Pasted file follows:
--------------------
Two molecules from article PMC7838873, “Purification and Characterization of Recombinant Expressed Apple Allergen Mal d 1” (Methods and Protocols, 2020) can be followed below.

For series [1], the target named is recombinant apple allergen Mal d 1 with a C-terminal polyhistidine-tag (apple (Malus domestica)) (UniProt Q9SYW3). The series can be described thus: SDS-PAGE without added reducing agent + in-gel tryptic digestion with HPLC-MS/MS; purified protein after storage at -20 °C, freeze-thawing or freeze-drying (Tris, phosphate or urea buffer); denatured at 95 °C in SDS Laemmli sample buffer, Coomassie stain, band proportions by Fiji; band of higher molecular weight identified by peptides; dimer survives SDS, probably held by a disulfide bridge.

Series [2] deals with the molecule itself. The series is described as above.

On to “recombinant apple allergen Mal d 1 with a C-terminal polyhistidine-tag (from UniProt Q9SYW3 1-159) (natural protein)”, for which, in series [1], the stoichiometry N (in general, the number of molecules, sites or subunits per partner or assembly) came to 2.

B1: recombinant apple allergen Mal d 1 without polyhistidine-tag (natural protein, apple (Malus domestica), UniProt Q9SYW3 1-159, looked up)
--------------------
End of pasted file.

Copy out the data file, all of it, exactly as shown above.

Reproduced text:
Two molecules from article PMC7838873, “Purification and Characterization of Recombinant Expressed Apple Allergen Mal d 1” (Methods and Protocols, 2020) can be followed below.

For series [1], the target named is recombinant apple allergen Mal d 1 with a C-terminal polyhistidine-tag (apple (Malus domestica)) (UniProt Q9SYW3). The series can be described thus: SDS-PAGE without added reducing agent + in-gel tryptic digestion with HPLC-MS/MS; purified protein after storage at -20 °C, freeze-thawing or freeze-drying (Tris, phosphate or urea buffer); denatured at 95 °C in SDS Laemmli sample buffer, Coomassie stain, band proportions by Fiji; band of higher molecular weight identified by peptides; dimer survives SDS, probably held by a disulfide bridge.

Series [2] deals with the molecule itself. The series is described as above.

On to “recombinant apple allergen Mal d 1 with a C-terminal polyhistidine-tag (from UniProt Q9SYW3 1-159) (natural protein)”, for which, in series [1], the stoichiometry N (in general, the number of molecules, sites or subunits per partner or assembly) came to 2.

B1: recombinant apple allergen Mal d 1 without polyhistidine-tag (natural protein, apple (Malus domestica), UniProt Q9SYW3 1-159, looked up)